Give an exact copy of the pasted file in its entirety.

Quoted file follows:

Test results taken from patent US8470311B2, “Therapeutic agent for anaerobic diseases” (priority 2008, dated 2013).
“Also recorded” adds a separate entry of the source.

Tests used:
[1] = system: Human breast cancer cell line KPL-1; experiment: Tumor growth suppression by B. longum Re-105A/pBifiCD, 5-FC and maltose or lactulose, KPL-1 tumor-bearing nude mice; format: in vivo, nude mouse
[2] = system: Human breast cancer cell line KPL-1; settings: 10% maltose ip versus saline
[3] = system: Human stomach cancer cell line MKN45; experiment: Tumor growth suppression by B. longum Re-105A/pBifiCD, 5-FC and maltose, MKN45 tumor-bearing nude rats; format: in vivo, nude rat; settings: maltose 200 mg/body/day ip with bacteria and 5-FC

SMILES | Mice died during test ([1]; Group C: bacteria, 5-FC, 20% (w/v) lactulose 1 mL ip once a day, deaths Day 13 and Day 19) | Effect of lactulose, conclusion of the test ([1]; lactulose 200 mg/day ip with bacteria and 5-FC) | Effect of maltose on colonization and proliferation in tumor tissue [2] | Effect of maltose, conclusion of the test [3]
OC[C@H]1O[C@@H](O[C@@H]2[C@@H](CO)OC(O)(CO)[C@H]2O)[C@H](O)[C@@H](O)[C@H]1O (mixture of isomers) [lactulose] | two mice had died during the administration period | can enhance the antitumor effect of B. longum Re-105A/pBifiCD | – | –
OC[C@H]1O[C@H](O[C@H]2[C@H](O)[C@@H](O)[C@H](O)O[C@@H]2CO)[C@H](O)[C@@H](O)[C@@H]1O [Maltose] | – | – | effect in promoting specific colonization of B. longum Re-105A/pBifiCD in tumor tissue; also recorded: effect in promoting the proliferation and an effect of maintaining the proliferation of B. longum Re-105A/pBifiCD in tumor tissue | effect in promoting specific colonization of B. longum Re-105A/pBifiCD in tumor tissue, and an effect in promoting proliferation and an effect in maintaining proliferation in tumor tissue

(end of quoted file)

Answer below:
Test results taken from patent US8470311B2, “Therapeutic agent for anaerobic diseases” (priority 2008, dated 2013).
“Also recorded” adds a separate entry of the source.

Tests used:
[1] = system: Human breast cancer cell line KPL-1; experiment: Tumor growth suppression by B. longum Re-105A/pBifiCD, 5-FC and maltose or lactulose, KPL-1 tumor-bearing nude mice; format: in vivo, nude mouse
[2] = system: Human breast cancer cell line KPL-1; settings: 10% maltose ip versus saline
[3] = system: Human stomach cancer cell line MKN45; experiment: Tumor growth suppression by B. longum Re-105A/pBifiCD, 5-FC and maltose, MKN45 tumor-bearing nude rats; format: in vivo, nude rat; settings: maltose 200 mg/body/day ip with bacteria and 5-FC

SMILES | Mice died during test ([1]; Group C: bacteria, 5-FC, 20% (w/v) lactulose 1 mL ip once a day, deaths Day 13 and Day 19) | Effect of lactulose, conclusion of the test ([1]; lactulose 200 mg/day ip with bacteria and 5-FC) | Effect of maltose on colonization and proliferation in tumor tissue [2] | Effect of maltose, conclusion of the test [3]
OC[C@H]1O[C@@H](O[C@@H]2[C@@H](CO)OC(O)(CO)[C@H]2O)[C@H](O)[C@@H](O)[C@H]1O (mixture of isomers) [lactulose] | two mice had died during the administration period | can enhance the antitumor effect of B. longum Re-105A/pBifiCD | – | –
OC[C@H]1O[C@H](O[C@H]2[C@H](O)[C@@H](O)[C@H](O)O[C@@H]2CO)[C@H](O)[C@@H](O)[C@@H]1O [Maltose] | – | – | effect in promoting specific colonization of B. longum Re-105A/pBifiCD in tumor tissue; also recorded: effect in promoting the proliferation and an effect of maintaining the proliferation of B. longum Re-105A/pBifiCD in tumor tissue | effect in promoting specific colonization of B. longum Re-105A/pBifiCD in tumor tissue, and an effect in promoting proliferation and an effect in maintaining proliferation in tumor tissue